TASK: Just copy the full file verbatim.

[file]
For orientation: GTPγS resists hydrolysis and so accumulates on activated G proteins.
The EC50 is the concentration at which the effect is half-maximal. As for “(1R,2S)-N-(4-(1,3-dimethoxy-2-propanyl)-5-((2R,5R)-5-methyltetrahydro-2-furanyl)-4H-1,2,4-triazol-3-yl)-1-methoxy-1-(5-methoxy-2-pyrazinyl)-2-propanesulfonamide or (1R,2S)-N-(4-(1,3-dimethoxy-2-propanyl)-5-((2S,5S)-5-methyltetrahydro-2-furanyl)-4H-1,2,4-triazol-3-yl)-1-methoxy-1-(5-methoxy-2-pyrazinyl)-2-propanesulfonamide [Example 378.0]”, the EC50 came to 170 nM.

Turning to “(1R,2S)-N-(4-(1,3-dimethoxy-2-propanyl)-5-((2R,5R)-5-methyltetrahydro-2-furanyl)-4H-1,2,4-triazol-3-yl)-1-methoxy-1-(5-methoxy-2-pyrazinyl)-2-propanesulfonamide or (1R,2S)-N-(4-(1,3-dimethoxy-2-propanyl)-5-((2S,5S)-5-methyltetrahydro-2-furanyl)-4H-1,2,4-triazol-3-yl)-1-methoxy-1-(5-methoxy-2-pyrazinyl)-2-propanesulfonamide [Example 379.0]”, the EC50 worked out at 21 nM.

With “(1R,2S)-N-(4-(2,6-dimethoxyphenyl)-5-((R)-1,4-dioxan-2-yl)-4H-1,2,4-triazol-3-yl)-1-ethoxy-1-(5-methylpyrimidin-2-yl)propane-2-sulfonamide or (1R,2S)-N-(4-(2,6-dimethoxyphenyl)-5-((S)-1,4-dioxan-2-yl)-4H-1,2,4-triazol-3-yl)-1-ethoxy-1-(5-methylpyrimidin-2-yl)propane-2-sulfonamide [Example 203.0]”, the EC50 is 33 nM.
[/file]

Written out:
For orientation: GTPγS resists hydrolysis and so accumulates on activated G proteins.
The EC50 is the concentration at which the effect is half-maximal. As for “(1R,2S)-N-(4-(1,3-dimethoxy-2-propanyl)-5-((2R,5R)-5-methyltetrahydro-2-furanyl)-4H-1,2,4-triazol-3-yl)-1-methoxy-1-(5-methoxy-2-pyrazinyl)-2-propanesulfonamide or (1R,2S)-N-(4-(1,3-dimethoxy-2-propanyl)-5-((2S,5S)-5-methyltetrahydro-2-furanyl)-4H-1,2,4-triazol-3-yl)-1-methoxy-1-(5-methoxy-2-pyrazinyl)-2-propanesulfonamide [Example 378.0]”, the EC50 came to 170 nM.

Turning to “(1R,2S)-N-(4-(1,3-dimethoxy-2-propanyl)-5-((2R,5R)-5-methyltetrahydro-2-furanyl)-4H-1,2,4-triazol-3-yl)-1-methoxy-1-(5-methoxy-2-pyrazinyl)-2-propanesulfonamide or (1R,2S)-N-(4-(1,3-dimethoxy-2-propanyl)-5-((2S,5S)-5-methyltetrahydro-2-furanyl)-4H-1,2,4-triazol-3-yl)-1-methoxy-1-(5-methoxy-2-pyrazinyl)-2-propanesulfonamide [Example 379.0]”, the EC50 worked out at 21 nM.

With “(1R,2S)-N-(4-(2,6-dimethoxyphenyl)-5-((R)-1,4-dioxan-2-yl)-4H-1,2,4-triazol-3-yl)-1-ethoxy-1-(5-methylpyrimidin-2-yl)propane-2-sulfonamide or (1R,2S)-N-(4-(2,6-dimethoxyphenyl)-5-((S)-1,4-dioxan-2-yl)-4H-1,2,4-triazol-3-yl)-1-ethoxy-1-(5-methylpyrimidin-2-yl)propane-2-sulfonamide [Example 203.0]”, the EC50 is 33 nM.